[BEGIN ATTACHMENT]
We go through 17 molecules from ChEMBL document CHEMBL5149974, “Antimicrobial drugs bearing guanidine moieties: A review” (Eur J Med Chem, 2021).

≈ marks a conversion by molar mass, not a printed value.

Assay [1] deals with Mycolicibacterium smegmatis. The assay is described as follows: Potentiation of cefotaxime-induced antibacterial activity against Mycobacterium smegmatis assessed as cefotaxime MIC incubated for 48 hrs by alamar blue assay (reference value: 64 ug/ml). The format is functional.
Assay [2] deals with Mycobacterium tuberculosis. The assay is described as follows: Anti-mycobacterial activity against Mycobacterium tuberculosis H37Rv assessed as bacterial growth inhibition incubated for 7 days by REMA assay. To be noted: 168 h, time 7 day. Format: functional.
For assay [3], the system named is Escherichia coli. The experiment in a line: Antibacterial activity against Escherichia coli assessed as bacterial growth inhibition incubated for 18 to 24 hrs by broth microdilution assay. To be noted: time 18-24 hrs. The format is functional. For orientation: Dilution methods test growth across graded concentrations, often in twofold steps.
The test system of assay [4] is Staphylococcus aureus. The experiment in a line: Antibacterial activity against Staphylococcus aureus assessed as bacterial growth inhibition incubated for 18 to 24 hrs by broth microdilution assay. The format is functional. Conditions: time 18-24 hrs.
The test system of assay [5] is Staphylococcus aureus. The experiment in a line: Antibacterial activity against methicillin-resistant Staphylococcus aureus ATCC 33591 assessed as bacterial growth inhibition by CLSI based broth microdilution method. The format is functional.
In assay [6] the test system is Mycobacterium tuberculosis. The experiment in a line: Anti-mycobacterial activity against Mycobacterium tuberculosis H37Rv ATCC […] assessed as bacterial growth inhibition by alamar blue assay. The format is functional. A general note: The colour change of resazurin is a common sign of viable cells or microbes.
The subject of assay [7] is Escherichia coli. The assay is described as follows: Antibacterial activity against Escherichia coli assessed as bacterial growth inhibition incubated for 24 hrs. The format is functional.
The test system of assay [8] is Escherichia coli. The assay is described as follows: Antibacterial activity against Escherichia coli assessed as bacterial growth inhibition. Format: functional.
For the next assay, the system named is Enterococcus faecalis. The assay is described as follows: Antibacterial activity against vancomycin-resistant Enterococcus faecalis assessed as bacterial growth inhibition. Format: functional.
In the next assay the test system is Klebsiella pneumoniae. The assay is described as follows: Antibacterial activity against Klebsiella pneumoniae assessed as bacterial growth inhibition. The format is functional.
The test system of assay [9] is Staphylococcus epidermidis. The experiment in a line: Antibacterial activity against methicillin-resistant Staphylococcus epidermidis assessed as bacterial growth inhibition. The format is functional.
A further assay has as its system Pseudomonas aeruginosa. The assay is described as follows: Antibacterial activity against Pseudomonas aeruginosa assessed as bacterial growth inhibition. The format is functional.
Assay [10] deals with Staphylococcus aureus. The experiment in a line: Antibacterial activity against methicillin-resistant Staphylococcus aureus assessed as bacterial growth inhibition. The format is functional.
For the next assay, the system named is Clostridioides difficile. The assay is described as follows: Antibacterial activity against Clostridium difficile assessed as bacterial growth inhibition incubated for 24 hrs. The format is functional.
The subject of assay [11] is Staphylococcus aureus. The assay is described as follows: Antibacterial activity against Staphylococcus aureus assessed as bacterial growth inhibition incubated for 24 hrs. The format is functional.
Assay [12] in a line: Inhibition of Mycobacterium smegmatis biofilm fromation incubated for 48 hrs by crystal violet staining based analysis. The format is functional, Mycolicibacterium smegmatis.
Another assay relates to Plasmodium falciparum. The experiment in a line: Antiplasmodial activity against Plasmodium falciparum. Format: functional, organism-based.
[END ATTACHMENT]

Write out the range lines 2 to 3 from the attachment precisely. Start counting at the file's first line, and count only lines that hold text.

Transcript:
≈ marks a conversion by molar mass, not a printed value.

Assay [1] deals with Mycolicibacterium smegmatis. The assay is described as follows: Potentiation of cefotaxime-induced antibacterial activity against Mycobacterium smegmatis assessed as cefotaxime MIC incubated for 48 hrs by alamar blue assay (reference value: 64 ug/ml). The format is functional.